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Reasons, Resultance and Moral Particularism
Omar Edward Moad
The Philosophical Quarterly (1950-)
Vol. 57, No. 226 (Jan., 2007), pp. 112-116
Published by: Oxford University Press on behalf of the Scots Philosophical Association and the University of St. Andrews
Stable URL: http://www.jstor.org/stable/4543207
Page Count: 5
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According to Jonathan Dancy's moral particularism, the way in which a given moral reason functions as a reason for or against an action can vary from case to case. Dancy also asserts that reasons are resultance bases. But a reason why something ought to be done is that in virtue of which it is something that ought to be done. If the function of a reason can vary, then resultance bases cannot be reasons. Perhaps the particularist might conceive a reason not as a resultance base, but as a specific type of which a resultance base is a token. But this picture of reasons cannot be correct.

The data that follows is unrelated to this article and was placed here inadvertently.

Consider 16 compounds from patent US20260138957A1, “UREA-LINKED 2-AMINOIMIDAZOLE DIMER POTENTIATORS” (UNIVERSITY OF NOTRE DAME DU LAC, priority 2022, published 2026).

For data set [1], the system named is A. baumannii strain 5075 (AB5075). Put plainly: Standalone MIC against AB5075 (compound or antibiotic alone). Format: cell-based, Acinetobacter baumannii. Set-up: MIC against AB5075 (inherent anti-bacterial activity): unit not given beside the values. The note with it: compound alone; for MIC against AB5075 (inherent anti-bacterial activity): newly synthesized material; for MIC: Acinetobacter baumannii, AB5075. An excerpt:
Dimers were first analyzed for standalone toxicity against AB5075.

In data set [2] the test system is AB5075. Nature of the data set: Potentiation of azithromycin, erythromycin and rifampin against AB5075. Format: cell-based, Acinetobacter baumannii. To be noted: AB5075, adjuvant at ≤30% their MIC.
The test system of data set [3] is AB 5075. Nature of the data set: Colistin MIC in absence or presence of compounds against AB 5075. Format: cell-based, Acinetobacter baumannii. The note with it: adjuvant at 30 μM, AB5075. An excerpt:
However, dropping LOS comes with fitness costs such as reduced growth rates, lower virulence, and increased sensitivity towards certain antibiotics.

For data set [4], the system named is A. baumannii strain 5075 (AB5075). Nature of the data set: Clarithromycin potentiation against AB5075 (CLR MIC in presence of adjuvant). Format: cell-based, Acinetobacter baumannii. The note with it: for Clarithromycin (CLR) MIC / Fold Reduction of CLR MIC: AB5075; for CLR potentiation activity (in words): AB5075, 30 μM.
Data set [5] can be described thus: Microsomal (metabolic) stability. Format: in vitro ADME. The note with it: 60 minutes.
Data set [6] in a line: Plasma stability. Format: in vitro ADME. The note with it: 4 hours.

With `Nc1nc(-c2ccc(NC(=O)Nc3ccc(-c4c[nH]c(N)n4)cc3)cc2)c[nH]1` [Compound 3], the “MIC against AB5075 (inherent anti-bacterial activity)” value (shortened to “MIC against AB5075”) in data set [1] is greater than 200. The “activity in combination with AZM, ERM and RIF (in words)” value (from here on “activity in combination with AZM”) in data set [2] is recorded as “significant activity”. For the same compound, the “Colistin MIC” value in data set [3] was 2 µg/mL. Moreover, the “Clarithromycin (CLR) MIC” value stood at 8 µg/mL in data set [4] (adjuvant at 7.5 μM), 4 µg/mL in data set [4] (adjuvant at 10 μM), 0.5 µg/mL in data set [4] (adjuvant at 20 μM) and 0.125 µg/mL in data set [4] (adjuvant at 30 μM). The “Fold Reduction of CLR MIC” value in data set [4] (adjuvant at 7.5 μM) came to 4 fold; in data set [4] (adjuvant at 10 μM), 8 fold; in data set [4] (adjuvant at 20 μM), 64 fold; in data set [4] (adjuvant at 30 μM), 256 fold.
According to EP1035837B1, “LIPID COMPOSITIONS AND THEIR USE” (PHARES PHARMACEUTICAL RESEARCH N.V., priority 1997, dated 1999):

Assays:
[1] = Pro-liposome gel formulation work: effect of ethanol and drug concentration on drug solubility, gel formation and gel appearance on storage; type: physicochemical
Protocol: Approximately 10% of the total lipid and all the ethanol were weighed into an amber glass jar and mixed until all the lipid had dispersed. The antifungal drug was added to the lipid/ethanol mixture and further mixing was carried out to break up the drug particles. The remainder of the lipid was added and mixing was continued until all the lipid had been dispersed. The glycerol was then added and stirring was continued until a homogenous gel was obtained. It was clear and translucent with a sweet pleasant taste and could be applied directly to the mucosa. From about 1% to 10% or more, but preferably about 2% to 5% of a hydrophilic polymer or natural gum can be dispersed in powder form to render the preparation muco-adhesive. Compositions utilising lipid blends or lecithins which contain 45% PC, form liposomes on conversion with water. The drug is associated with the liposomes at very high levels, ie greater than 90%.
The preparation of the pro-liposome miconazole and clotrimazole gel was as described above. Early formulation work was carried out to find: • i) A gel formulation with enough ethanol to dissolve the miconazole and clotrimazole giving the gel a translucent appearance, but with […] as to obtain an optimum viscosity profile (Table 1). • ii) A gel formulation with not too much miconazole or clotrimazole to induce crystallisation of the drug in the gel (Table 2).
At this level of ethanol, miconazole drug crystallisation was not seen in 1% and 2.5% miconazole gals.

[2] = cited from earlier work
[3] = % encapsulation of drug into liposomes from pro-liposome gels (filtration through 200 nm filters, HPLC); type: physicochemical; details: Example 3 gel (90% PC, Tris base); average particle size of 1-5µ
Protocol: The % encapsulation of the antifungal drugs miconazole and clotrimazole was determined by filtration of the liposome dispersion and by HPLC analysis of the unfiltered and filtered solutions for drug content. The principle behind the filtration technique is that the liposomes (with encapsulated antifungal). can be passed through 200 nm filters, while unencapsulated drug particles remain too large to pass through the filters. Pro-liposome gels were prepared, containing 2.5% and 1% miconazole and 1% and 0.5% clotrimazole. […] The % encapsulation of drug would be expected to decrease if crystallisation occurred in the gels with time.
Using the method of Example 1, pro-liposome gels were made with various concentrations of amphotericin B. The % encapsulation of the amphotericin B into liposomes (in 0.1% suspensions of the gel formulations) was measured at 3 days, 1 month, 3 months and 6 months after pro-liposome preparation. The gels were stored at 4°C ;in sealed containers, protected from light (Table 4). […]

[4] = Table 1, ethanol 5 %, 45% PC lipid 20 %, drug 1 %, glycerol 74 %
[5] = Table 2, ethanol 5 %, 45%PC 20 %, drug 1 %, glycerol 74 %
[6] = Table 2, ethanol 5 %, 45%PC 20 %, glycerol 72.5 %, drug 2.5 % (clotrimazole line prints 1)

The Philosophical Quarterly (1950-) © 2007 Oxford University Press